Offenses with the threat of a lower minimum penalty are referred to as offenses in accordance with (2) StGB .
If, in special cases, a minimum sentence of one year or more is provided for an offense, the act remains an offense; The same applies vice versa ( standard examples . This means that the minimum effective sentence for a crime can be less than a year and that of an offense can exceed a year. The classification can, however, change if the law creates a new offense by adding further features (named changes to penalties).Paragraph 3 StGB). Irrelevant or unnamed tightening or mitigating penalties are those for which the requirements for the modification are not or at least not conclusively evident from the law. The same applies to
The difference between crime and misdemeanor also affects the criminal liability of an attempted act , which is always punishable in the case of crimes in accordance with (1) StGB, but only in the case of misdemeanors if it is expressly specified in the law (attempted trespassing is therefore e.g. B. not punishable). The attempt is incitement to commit a crime punishable, but not to a misdemeanor. The difference is also important for the criminal offense of threat ( Criminal Code), which can only be realized with the threat of a crime, not a misdemeanor.
The division of criminal offenses into crimes and offenses also has consequences under criminal procedure law , for example for determining the substantive jurisdiction of the courts . Furthermore, a defendant who is accused of a crime is always entitled to the appointment of a public defender according to (1) No. 2 of the Code of Criminal Procedure (StPO) if he does not appoint a lawyer as defense counsel .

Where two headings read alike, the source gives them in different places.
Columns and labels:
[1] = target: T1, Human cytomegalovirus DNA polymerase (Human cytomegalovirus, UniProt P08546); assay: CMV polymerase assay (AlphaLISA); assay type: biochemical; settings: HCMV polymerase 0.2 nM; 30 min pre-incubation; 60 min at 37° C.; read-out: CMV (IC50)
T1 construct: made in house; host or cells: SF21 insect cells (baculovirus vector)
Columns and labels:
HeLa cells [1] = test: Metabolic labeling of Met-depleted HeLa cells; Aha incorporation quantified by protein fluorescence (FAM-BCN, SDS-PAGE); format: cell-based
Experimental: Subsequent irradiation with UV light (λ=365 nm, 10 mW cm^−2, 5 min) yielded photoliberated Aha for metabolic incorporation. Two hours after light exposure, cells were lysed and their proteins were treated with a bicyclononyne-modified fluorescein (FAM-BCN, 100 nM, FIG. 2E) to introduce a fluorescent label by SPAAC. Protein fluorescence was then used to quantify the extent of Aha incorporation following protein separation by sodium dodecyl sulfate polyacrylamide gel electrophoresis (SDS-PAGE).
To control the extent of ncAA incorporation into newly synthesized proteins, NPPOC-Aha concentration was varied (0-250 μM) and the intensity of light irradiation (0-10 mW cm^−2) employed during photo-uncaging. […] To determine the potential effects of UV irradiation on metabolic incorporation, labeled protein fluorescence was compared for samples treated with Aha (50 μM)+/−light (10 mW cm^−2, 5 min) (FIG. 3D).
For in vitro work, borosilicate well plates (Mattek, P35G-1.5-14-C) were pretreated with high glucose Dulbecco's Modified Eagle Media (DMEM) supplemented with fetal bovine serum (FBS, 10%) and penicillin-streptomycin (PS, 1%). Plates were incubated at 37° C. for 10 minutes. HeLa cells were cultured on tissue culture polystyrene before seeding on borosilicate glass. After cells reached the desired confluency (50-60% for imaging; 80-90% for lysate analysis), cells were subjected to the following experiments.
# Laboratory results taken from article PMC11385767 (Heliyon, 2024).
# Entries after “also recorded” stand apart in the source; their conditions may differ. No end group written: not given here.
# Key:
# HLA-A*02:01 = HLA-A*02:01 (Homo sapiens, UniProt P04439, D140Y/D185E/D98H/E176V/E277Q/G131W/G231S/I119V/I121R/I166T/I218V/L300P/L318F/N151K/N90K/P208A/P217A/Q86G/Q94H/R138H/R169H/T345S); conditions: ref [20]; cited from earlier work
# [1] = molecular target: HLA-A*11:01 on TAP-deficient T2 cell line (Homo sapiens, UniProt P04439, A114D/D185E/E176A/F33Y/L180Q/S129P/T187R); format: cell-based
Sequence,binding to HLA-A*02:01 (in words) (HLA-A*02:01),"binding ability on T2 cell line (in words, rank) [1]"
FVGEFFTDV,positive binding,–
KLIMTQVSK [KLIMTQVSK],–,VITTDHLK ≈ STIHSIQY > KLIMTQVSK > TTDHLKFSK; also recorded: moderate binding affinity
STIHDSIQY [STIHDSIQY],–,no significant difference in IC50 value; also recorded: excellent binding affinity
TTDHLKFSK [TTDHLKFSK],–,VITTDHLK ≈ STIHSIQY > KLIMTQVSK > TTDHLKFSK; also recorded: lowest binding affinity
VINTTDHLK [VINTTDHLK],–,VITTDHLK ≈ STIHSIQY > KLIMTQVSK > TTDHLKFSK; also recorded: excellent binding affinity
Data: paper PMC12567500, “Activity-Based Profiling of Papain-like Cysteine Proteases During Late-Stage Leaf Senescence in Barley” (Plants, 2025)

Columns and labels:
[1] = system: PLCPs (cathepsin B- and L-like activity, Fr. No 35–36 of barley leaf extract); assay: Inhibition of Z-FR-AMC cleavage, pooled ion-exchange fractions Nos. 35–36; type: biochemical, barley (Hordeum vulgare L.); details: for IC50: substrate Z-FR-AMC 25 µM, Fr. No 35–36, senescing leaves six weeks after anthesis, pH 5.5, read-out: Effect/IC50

According to Austrian Criminal Code (classification of criminal acts), crimes are "intentional acts that are threatened with a life sentence or a prison sentence of more than three years" ( StGB); all other criminal acts are offenses . In contrast to the German regulation, attempting and determining (“inciting”) an offense are also punishable in Austria . Furthermore, the jurisdiction of the courts is regulated differently.the
The Swiss Penal Code (as of January 2010) defines crimes as acts that are threatened with imprisonment of more than three years ( Paragraph 2, StGB). Offenses are acts that are threatened with up to three years imprisonment or a fine (Art. 10 para. 3 StGB).
Attempting to commit a crime or misdemeanor is also punishable (Para. 1 StGB). The decisive factor here is the “point of no return” - the last decisive step from which there is no turning back. The subjective fact must be fulfilled in exactly the same way as with the completed offense. The "attempt out of gross misunderstanding", in which the means used by the perpetrator are not suitable for achieving the desired result, is excluded from punishment; or if the offense cannot be committed at all on the object attacked by the perpetrator (Art. 22 para. 2 StGB).
Finally, violations are acts that are threatened with penance (StGB). Attempts (and assistance) are only punishable in cases expressly specified by law ( (2) StGB).
Material concept of crime
The substantive concept of crime breaks away from the normative requirements of criminal law. It is therefore less sharply circumscribed and delimited compared to the formal definition of crime. For the classification of an act as a crime are u. a. the following criteria are important.
Crime content under natural law
In natural law a distinction is made between morally reprehensible offenses ( mala in se ) and simply forbidden offenses ( mala prohibita ). This distinction of natural and merely conventional crime plays in the criminal of thinking common law today a significant role. However, the "natural" concept of crime is controversial in dogmatics because of the inherent danger of arbitrariness and the inherent subjectivity .